Author: E.J. Dionne Jr.

Christian leaders call out the heresy of Trumpism

Maybe it takes a royal wedding to offer lessons in what a good sermon sounds like. Maybe it takes one of the world’s most elitist institutions — a monarchy, for goodness’ sake — to provide a view of Christianity rooted not in conservative cultural warfare (or unrelenting support for President Trump) but in an egalitarian love that will “let justice roll down like a mighty stream.” And the Most Rev. Michael Curry, who preached for a royal couple and the world last Saturday, isn’t finished with us yet. On Thursday, a group of Christians will march to the White...

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Will the GOP be the pro-Putin party?

By E.J. Dionne Jr., Beneath the surface of the controversy over Russia’s efforts to help Donald Trump become president is a dramatic reconfiguration of opinion on foreign policy. Many Republicans who had long been critical of Vladimir Putin’s despotic rule are adjusting their positions to accord with Trump’s more sympathetic views. Others are hanging back, fearful of picking a fight with their party’s incoming president or undermining the legitimacy of his election. At the same time, Putin’s fiercest Republican critics, including leading neoconservatives, find themselves allied with Hillary Clinton’s supporters. They are calling out the Kremlin’s interference with the election and demanding a full accounting of what happened. Sens. John McCain and Lindsey O. Graham have been among the most outspoken. While some on the left worry about starting a new Cold War, there has been a broad toughening of liberal and Democratic opinion toward Russia. This shift owes in part to outrage over Putin’s efforts to sabotage Clinton, but the roots of the mistrust of Putin can be traced back several years. Putin’s hostility toward Clinton is widely seen as a response to her criticism of the 2011 Russian elections, a point she underscored herself last week. Mass protests broke out against what the opposition saw as Putin’s vote rigging. At the time, he blamed Clinton and the American government for the uprising. Putin fumed that Clinton had...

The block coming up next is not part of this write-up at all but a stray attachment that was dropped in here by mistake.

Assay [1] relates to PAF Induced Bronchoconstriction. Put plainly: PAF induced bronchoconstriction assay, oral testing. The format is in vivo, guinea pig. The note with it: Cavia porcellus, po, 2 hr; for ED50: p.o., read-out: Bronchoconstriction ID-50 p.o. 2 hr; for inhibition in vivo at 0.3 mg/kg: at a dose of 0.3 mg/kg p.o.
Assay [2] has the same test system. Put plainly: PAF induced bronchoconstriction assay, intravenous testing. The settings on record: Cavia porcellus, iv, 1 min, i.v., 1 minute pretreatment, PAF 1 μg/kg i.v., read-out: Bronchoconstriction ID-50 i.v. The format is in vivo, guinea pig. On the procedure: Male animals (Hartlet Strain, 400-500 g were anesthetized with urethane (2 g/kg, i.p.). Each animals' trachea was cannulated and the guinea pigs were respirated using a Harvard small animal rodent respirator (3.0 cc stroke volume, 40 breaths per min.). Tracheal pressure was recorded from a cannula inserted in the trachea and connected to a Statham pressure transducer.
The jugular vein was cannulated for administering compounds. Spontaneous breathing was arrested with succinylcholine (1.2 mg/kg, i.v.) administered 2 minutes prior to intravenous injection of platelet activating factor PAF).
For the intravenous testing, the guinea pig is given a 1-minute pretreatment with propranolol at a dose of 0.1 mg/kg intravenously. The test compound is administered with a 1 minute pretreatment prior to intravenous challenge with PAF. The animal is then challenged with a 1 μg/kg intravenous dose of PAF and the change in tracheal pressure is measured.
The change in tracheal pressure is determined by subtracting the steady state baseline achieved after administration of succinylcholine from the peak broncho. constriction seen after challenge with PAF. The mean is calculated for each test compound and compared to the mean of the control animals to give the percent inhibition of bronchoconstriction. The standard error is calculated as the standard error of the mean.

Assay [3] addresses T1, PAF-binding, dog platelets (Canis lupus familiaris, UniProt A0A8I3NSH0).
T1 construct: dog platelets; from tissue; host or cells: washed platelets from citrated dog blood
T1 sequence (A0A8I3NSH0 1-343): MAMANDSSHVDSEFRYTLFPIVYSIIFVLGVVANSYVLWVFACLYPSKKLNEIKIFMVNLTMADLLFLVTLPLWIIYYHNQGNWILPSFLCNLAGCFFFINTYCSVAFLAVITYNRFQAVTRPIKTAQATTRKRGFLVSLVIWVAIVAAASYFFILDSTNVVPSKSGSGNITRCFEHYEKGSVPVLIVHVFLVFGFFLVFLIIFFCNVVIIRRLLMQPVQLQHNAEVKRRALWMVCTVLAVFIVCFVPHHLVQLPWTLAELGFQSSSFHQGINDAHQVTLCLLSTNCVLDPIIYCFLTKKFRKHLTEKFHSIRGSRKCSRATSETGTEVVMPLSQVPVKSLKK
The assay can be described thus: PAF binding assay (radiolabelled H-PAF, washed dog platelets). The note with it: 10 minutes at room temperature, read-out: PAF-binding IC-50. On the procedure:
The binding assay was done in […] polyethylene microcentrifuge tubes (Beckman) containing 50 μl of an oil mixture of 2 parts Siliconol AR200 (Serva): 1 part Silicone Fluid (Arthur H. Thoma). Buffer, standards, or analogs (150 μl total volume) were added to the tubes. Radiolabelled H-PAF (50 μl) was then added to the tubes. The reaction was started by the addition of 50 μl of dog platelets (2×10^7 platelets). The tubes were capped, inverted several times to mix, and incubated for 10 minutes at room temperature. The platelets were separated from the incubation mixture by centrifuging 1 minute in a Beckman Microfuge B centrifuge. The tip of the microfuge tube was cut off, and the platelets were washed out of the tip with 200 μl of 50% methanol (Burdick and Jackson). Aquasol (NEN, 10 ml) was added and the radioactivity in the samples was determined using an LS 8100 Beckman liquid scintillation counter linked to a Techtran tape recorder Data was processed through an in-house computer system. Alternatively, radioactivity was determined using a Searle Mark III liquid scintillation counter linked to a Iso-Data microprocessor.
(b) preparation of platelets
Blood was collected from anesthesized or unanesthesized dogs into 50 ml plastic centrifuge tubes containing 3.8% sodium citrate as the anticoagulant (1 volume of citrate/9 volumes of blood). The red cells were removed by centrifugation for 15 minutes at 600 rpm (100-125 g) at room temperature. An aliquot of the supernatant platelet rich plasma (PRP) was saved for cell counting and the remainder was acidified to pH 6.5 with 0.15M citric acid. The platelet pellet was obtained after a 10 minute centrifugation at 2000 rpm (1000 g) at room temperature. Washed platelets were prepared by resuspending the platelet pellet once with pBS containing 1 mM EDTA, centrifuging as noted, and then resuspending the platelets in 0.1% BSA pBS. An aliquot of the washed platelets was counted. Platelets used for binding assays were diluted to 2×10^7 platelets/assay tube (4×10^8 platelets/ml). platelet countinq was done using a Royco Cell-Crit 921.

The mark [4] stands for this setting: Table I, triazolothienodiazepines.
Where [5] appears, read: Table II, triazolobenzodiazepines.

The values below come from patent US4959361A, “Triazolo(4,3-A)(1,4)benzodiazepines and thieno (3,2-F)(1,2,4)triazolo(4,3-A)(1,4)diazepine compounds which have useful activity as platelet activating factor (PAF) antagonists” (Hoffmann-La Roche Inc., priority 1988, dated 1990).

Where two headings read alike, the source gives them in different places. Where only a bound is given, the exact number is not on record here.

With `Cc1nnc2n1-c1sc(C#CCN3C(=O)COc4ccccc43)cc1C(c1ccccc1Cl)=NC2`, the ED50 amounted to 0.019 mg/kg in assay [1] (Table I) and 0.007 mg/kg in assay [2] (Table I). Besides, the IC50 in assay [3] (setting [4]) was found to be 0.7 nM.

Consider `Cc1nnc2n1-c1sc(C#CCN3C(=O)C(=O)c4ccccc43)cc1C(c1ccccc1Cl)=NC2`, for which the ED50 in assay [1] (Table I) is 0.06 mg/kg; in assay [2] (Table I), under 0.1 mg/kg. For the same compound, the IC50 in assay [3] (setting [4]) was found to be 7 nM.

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What Democrats owe the country